For a recent pillow commission, I needed to achieve a mustard yellow. After doing a little research, I decided that either onion skins or turmeric would give me the bright, saturated color that I need. After scouring unbleached cotton muslin to remove any waxes or oils, I mordanted the fabric. Mordanting creates a bond between the dye and the fabric, so that the color doesn't wash out or fade as much over time. I also used two different mordanting processes, to achieve a range of colors. The first is a multi step process using tannin and alum, which you can read about here. The second process uses aluminum acetate, with directions here.
Both dye vats resulted in really beautiful golden hues. Those mordanted with the tannin/alum process achieved the deepest hues, while those mordanted with alum acetate gave much mellower shades. In the end, I decided to use the onion skin dyed fabric. Turmeric is known as a "fugitive dye", meaning the color will fade much more extremely as it is exposed to sun and washing. I want these pillows to look great for the customer for many years to come, so I went with the more reliable results.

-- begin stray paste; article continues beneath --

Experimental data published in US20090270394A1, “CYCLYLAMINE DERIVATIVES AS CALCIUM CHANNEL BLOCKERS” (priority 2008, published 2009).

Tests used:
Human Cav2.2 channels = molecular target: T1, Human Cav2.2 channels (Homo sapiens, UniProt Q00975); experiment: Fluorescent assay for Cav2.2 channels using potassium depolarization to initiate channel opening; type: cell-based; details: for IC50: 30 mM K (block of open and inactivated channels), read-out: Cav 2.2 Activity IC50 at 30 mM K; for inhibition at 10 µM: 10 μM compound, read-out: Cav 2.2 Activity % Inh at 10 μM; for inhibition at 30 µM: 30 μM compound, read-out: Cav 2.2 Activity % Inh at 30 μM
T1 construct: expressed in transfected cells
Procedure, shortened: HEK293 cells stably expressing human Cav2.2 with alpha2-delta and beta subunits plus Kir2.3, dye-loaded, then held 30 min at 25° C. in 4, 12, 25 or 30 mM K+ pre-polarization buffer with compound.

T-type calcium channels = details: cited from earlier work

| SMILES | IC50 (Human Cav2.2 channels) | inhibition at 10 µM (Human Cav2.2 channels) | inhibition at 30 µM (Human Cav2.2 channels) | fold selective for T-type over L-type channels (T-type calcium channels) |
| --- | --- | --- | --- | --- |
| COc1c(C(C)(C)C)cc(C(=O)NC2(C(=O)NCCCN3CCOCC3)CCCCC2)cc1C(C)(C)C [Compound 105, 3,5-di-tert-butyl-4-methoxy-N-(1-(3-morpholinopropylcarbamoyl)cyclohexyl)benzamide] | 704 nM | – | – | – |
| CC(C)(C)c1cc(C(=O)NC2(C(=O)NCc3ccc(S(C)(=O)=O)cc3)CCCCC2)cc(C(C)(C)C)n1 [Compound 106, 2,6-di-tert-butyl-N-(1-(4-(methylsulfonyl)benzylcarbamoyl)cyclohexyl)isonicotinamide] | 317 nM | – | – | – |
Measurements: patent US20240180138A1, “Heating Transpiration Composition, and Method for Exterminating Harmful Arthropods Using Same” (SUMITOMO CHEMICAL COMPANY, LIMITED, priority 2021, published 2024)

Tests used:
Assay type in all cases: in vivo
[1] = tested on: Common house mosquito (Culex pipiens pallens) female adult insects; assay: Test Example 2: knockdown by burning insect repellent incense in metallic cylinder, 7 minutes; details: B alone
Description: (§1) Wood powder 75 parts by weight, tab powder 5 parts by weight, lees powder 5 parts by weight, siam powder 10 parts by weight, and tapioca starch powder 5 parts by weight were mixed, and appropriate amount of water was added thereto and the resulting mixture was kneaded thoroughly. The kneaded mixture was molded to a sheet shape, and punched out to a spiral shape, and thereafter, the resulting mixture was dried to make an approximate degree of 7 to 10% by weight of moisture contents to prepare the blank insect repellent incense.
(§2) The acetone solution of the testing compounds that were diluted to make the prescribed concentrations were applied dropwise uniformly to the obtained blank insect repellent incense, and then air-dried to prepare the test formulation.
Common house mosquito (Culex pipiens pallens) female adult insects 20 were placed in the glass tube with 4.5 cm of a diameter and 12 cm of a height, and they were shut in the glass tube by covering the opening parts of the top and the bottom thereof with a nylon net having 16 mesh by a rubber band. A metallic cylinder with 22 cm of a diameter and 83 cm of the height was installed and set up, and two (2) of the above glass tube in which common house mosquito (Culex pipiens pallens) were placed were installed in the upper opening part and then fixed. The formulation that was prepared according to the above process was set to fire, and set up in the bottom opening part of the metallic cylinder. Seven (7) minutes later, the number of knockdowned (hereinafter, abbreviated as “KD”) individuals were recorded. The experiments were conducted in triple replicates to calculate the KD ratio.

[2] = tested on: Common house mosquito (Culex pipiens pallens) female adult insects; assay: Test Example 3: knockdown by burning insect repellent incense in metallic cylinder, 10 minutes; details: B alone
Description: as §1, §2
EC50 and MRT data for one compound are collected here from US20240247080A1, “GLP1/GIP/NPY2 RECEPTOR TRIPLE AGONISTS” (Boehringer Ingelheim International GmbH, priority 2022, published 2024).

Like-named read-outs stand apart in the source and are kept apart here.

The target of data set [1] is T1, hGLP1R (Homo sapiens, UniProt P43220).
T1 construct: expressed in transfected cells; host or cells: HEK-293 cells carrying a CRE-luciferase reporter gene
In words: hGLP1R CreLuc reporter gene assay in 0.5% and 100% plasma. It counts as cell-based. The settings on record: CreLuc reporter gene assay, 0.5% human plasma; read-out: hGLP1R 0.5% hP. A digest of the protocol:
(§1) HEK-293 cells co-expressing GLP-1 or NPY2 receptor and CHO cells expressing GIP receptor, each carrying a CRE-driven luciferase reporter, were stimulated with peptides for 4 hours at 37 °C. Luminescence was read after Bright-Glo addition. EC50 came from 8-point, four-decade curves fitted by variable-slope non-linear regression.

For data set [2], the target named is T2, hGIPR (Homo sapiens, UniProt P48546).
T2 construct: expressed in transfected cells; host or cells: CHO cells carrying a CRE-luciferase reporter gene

Here are the final products; indigo and muslin with just a pop of bright mustard yellow. They've headed off to New York for a birthday surprise and I hope the recipient loves them as much as I loved making them.
Dyeing these golden, happy yellows was a lot of fun, and seemed to align perfectly with the arrival of the spring sunshine here in Alabama. Spring blooms have shown up on the wisteria and dogwood trees all over town. For weeks our giant azalea bush has been sprouting little magenta buds, and then all of a sudden it burst into beautiful, flashy bloom. I know the stifling heat of Alabama summer is coming, but for now it's pretty much perfect here.